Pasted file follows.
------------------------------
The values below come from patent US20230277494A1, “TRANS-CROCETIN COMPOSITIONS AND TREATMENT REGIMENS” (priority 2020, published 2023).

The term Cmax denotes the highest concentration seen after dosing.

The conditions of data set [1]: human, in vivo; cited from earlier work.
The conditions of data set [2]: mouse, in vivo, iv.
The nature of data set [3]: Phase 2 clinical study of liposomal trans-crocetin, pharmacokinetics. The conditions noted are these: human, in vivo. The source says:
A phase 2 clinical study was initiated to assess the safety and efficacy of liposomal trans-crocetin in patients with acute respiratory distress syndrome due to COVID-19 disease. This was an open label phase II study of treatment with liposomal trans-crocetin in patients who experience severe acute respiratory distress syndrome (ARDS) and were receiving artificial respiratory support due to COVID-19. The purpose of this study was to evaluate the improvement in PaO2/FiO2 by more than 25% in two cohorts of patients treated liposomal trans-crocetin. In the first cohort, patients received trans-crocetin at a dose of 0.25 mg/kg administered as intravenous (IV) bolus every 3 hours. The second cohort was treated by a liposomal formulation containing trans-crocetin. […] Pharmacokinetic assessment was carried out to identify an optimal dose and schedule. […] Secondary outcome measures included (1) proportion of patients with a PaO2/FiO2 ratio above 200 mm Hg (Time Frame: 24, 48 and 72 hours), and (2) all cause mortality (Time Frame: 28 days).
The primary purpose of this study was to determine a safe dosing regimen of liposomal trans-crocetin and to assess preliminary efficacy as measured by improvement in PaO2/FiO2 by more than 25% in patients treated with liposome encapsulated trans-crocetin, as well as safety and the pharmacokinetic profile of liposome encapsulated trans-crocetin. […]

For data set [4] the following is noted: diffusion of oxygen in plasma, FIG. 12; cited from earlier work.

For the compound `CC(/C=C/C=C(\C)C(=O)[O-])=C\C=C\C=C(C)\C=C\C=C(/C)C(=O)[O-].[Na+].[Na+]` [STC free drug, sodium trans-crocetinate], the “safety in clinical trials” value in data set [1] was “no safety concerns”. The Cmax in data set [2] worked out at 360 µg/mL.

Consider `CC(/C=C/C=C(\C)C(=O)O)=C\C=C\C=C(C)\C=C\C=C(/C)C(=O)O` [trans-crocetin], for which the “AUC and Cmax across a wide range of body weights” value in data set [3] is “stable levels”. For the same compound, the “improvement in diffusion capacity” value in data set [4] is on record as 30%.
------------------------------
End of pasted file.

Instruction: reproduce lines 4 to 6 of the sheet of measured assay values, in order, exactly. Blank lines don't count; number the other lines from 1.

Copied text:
The conditions of data set [2]: mouse, in vivo, iv.
The nature of data set [3]: Phase 2 clinical study of liposomal trans-crocetin, pharmacokinetics. The conditions noted are these: human, in vivo. The source says:
A phase 2 clinical study was initiated to assess the safety and efficacy of liposomal trans-crocetin in patients with acute respiratory distress syndrome due to COVID-19 disease. This was an open label phase II study of treatment with liposomal trans-crocetin in patients who experience severe acute respiratory distress syndrome (ARDS) and were receiving artificial respiratory support due to COVID-19. The purpose of this study was to evaluate the improvement in PaO2/FiO2 by more than 25% in two cohorts of patients treated liposomal trans-crocetin. In the first cohort, patients received trans-crocetin at a dose of 0.25 mg/kg administered as intravenous (IV) bolus every 3 hours. The second cohort was treated by a liposomal formulation containing trans-crocetin. […] Pharmacokinetic assessment was carried out to identify an optimal dose and schedule. […] Secondary outcome measures included (1) proportion of patients with a PaO2/FiO2 ratio above 200 mm Hg (Time Frame: 24, 48 and 72 hours), and (2) all cause mortality (Time Frame: 28 days).